Wearing period costumes as they strolled past antique cars and century-old steam and gasoline engines, Saddleback Valley residents who have been working for 10 years to preserve a bit of the past celebrated the completion of their job with daylong dedication festivities Saturday at the Heritage Hill Historical Park.
The park, tucked behind a neighborhood shopping plaza in Lake Forest, amid the urban sprawl of apartment buildings and office structures, contains four buildings that remind visitors of a time when the valley--and the rest of Orange County, for that matter--was mostly pasturelands and citrus groves.
“We’ve got Spanish-style buildings and ones marking the English settlement,” said Ray Prothero Jr. of El Toro, a past president of the Saddleback Valley Historical Society. “We’ve got residents’ homes, and religion and education also are represented.”
The diversity represents a new concept.
“This is the only historical park in the county, and it gives visitors a chronological history of the valley,” said Dave Lennox, a ranger with the county’s Harbors, Beaches and Parks Facilities.
“We worked hard for this,” said Nikki Fannon of Mission Viejo, who has been the society’s president three times.
She had first suggested that the society acquire the schoolhouse, which was built in 1890. She later led the efforts to save the 1891 St. George Episcopal Church and the 1908 Harvey Bennett Ranch House.
All three structures were moved in the 1970s to Heritage Hill, which opened in 1981 on 3 1/2 acres of Don Jose Serrano’s 10,688-acre Rancho Canada de los Alisos of the mid-19th Century.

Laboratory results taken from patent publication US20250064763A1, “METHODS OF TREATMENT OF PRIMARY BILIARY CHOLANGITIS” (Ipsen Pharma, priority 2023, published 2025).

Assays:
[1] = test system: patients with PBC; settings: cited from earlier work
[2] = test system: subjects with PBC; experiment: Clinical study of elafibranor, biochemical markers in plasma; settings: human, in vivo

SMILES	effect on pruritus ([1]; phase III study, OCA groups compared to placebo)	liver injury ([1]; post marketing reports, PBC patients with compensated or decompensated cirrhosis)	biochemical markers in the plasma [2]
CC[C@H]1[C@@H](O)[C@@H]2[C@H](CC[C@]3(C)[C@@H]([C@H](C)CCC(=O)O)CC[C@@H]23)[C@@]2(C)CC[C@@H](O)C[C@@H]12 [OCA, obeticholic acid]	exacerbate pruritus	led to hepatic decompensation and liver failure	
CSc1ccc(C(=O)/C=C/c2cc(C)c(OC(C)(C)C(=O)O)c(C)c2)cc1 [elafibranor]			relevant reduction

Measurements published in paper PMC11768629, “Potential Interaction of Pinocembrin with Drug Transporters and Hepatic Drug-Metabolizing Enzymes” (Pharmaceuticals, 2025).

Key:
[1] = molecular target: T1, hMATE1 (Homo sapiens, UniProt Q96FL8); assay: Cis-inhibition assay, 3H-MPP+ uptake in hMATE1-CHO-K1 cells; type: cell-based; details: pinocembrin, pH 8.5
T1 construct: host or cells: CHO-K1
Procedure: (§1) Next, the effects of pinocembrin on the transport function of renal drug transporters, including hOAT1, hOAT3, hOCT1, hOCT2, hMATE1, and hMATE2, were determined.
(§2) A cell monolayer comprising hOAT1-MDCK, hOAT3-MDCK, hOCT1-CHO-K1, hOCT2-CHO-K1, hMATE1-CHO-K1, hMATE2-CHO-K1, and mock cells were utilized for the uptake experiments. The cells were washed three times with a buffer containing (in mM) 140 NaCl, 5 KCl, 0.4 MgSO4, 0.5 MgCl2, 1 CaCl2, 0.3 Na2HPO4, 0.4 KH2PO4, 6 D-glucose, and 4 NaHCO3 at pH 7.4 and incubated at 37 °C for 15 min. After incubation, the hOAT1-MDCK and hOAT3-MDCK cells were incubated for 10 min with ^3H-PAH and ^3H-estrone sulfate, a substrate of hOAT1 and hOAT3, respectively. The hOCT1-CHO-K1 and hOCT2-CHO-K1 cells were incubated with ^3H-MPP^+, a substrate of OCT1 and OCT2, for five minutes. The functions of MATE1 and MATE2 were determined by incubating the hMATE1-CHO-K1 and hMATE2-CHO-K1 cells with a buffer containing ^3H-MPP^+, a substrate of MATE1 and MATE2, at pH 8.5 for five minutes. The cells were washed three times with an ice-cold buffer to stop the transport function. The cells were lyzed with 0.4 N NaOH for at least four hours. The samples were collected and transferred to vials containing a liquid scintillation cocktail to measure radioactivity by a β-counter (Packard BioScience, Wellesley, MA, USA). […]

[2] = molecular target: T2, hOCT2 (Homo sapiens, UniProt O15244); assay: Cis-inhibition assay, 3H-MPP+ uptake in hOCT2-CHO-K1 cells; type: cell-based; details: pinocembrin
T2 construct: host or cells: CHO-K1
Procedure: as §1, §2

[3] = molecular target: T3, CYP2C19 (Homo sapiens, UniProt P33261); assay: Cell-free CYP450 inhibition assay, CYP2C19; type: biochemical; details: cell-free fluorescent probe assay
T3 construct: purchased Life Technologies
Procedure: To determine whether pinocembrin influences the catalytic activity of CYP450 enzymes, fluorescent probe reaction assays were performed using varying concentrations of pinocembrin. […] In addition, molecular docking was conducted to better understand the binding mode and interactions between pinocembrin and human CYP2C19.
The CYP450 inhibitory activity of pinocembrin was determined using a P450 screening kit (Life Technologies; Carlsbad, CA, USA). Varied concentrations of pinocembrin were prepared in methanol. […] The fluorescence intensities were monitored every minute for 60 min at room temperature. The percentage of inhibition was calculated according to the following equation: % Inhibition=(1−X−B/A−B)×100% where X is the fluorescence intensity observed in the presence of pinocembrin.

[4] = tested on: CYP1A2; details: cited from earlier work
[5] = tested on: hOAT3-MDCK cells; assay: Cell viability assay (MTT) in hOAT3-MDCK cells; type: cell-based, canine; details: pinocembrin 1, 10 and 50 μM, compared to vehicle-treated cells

The Serrano adobe sits on top of a knoll shaded by pepper trees almost as old as the structure itself. Recent research, Lennox said, indicates that the adobe was built in 1863 by the rancher’s oldest son, Cornelio, but was used by the don’s widow, Petra Avila Serrano, after he died. The main adobe and three others were destroyed long ago, he said.
The schoolhouse and the church had deteriorated so much that county officials doubted that the public could ever enter the buildings. But the local historical society and other Saddleback Valley civic groups collected the needed funds to repair the two structures in time for the 1981 opening, said Fannon and Prothero.
The St. George Episcopal Church was originally located on Whisler Drive in El Toro and was used as a house of worship for English settlers recruited to El Toro by Dwight Whiting, who took over the Serrano ranch in 1883, to become “gentlemen fruit farmers.”
The Bennett House was off-limits to the public until last May, when restoration was completed. Built by El Toro orange grower Charles F. Bennett for a live-in caretaker, the 1 1/2-story house with its gracefully curved roofline became instead the home for Bennett’s son, Harvey, who managed an expanding citrus farming operation for his ill father and raised his family there.